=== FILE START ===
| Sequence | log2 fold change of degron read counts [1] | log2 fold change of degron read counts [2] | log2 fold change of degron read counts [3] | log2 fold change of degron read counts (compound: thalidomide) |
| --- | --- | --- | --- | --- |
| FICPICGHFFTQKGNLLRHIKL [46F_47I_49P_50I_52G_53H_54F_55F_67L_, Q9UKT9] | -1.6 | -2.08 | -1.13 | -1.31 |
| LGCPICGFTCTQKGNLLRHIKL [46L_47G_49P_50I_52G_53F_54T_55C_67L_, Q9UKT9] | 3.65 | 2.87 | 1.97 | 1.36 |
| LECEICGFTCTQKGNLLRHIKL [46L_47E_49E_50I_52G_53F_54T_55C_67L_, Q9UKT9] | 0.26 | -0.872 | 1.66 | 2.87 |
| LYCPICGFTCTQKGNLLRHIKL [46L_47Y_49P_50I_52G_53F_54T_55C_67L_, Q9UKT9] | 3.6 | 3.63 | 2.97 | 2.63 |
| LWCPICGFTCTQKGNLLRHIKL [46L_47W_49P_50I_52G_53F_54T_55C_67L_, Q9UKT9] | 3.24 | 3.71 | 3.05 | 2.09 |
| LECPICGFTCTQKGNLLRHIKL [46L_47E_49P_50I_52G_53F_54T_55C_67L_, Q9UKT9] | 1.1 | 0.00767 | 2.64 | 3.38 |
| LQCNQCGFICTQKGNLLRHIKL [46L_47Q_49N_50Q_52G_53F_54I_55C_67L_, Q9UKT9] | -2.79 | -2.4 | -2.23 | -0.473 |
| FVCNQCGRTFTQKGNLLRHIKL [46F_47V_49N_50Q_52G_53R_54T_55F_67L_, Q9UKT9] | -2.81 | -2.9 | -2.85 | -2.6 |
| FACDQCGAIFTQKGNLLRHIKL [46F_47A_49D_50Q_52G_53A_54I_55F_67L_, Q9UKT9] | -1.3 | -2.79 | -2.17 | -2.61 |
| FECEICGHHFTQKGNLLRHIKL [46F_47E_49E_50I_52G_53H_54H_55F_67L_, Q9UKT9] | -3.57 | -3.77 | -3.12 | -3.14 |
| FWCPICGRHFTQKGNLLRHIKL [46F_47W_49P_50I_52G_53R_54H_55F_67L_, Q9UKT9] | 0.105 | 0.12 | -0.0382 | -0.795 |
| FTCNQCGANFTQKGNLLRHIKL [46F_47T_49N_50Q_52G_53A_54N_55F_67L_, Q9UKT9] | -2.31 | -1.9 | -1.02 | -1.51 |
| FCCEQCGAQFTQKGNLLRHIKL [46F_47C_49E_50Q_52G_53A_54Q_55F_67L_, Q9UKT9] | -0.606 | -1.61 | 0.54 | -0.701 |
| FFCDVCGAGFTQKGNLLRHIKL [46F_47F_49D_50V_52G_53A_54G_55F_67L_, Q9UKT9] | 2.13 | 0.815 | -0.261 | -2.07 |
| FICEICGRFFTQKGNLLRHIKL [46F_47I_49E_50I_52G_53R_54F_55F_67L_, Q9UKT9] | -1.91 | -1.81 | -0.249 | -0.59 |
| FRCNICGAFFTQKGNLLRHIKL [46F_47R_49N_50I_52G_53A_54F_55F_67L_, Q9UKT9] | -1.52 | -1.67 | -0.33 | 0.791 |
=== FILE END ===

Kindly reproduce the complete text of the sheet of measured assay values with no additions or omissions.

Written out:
| Sequence | log2 fold change of degron read counts [1] | log2 fold change of degron read counts [2] | log2 fold change of degron read counts [3] | log2 fold change of degron read counts (compound: thalidomide) |
| --- | --- | --- | --- | --- |
| FICPICGHFFTQKGNLLRHIKL [46F_47I_49P_50I_52G_53H_54F_55F_67L_, Q9UKT9] | -1.6 | -2.08 | -1.13 | -1.31 |
| LGCPICGFTCTQKGNLLRHIKL [46L_47G_49P_50I_52G_53F_54T_55C_67L_, Q9UKT9] | 3.65 | 2.87 | 1.97 | 1.36 |
| LECEICGFTCTQKGNLLRHIKL [46L_47E_49E_50I_52G_53F_54T_55C_67L_, Q9UKT9] | 0.26 | -0.872 | 1.66 | 2.87 |
| LYCPICGFTCTQKGNLLRHIKL [46L_47Y_49P_50I_52G_53F_54T_55C_67L_, Q9UKT9] | 3.6 | 3.63 | 2.97 | 2.63 |
| LWCPICGFTCTQKGNLLRHIKL [46L_47W_49P_50I_52G_53F_54T_55C_67L_, Q9UKT9] | 3.24 | 3.71 | 3.05 | 2.09 |
| LECPICGFTCTQKGNLLRHIKL [46L_47E_49P_50I_52G_53F_54T_55C_67L_, Q9UKT9] | 1.1 | 0.00767 | 2.64 | 3.38 |
| LQCNQCGFICTQKGNLLRHIKL [46L_47Q_49N_50Q_52G_53F_54I_55C_67L_, Q9UKT9] | -2.79 | -2.4 | -2.23 | -0.473 |
| FVCNQCGRTFTQKGNLLRHIKL [46F_47V_49N_50Q_52G_53R_54T_55F_67L_, Q9UKT9] | -2.81 | -2.9 | -2.85 | -2.6 |
| FACDQCGAIFTQKGNLLRHIKL [46F_47A_49D_50Q_52G_53A_54I_55F_67L_, Q9UKT9] | -1.3 | -2.79 | -2.17 | -2.61 |
| FECEICGHHFTQKGNLLRHIKL [46F_47E_49E_50I_52G_53H_54H_55F_67L_, Q9UKT9] | -3.57 | -3.77 | -3.12 | -3.14 |
| FWCPICGRHFTQKGNLLRHIKL [46F_47W_49P_50I_52G_53R_54H_55F_67L_, Q9UKT9] | 0.105 | 0.12 | -0.0382 | -0.795 |
| FTCNQCGANFTQKGNLLRHIKL [46F_47T_49N_50Q_52G_53A_54N_55F_67L_, Q9UKT9] | -2.31 | -1.9 | -1.02 | -1.51 |
| FCCEQCGAQFTQKGNLLRHIKL [46F_47C_49E_50Q_52G_53A_54Q_55F_67L_, Q9UKT9] | -0.606 | -1.61 | 0.54 | -0.701 |
| FFCDVCGAGFTQKGNLLRHIKL [46F_47F_49D_50V_52G_53A_54G_55F_67L_, Q9UKT9] | 2.13 | 0.815 | -0.261 | -2.07 |
| FICEICGRFFTQKGNLLRHIKL [46F_47I_49E_50I_52G_53R_54F_55F_67L_, Q9UKT9] | -1.91 | -1.81 | -0.249 | -0.59 |
| FRCNICGAFFTQKGNLLRHIKL [46F_47R_49N_50I_52G_53A_54F_55F_67L_, Q9UKT9] | -1.52 | -1.67 | -0.33 | 0.791 |